This year has already seen the return of one 1980s action star to big screens, with Arnold Schwarzenegger’s The Last Stand (2012) hitting cinemas last week. Fellow ‘Expendable’ Bruce Willis will be playing an old man coming out of retirement to fight bad guys no fewer than three times this year, but before that comes Sylvester ‘Sly’ Stallone’s 2012 buddy-cop film Bullet to the Head, an adaptation of the French graphic novel by Matz. Directed by Walter Hill – no stranger to the sub-genre, having brought 48 Hours and Red Heat to life – his latest effort has just enough panache about it to remain watchable despite some obvious flaws.
After his partner Louis (Jon Seda) is ruthlessly killed soon after a job, unapologetic hitman Jimmy Bobo (Stallone) realises he’s being set up by the same people who brought him in. Teaming up with out-of-town detective Taylor Kwon (Sung Kang), the unlikely allies hunt down those responsible. Although the unambitious plot also includes corrupt cops and lawyers, little to no concentration is required from the viewer as Stallone’s gun for hire goes about his revenge, showing off his still impressive physique in the process.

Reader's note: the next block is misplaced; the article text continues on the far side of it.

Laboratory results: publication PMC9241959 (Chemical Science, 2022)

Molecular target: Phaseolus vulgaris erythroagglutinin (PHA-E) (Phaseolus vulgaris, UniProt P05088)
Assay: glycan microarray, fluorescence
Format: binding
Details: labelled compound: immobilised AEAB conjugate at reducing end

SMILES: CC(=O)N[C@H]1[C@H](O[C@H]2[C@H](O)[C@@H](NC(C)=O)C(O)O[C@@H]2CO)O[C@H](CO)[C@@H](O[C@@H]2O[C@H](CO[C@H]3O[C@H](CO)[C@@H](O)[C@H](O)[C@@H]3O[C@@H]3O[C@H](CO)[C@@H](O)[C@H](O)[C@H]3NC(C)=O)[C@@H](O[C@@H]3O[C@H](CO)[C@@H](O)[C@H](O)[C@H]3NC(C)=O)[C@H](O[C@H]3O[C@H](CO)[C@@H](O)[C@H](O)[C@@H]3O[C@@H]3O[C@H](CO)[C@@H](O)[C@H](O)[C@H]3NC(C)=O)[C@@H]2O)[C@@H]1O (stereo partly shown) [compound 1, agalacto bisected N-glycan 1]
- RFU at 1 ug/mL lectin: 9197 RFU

Bullet to the Head’s hand-to-hand skirmishes may suffer from poor editing, but the short and brutal nature of the numerous gunfights make a nice change from the drawn-out, bullet-wasting sequences that are so often seen in the action genre. However, no amount of action can disguise the laughable narrative, which manages to reach absurd levels in the film’s final act. Central protagonist Bobo is not too dissimilar from other characters Stallone has played in his career, and the ageing icon looks comfortable in the role. Whilst in the recent Expendables outings he was surrounded by other bona fide action stars in Bruce Willis and Schwarzenegger however, here his co-star lacks the necessary charisma.
Thomas Jane (of 2004’s The Punisher fame) was initially eyed for the role of a New York City cop that eventually went to Kang; although the actor is outshone by Stallone throughout, their characters’ banter over differing methods and musical tastes provides some fun moments. Elsewhere, Mamoa shows potential but he’s far from the finished article, and Adewale Akinnuoye-Agbaje gets to deliver the film’s best line as behind-the-scenes villain Morel.
Just as with The Expendables franchise, the nostalgia factor means that Bullet to the Head will appeal to certain audiences, and those hoping for silly fun in the vein of throwaway one-liners and axe-fight showdowns will not be disappointed. For others, Stallone’s latest is best viewed on smaller screens, if at all.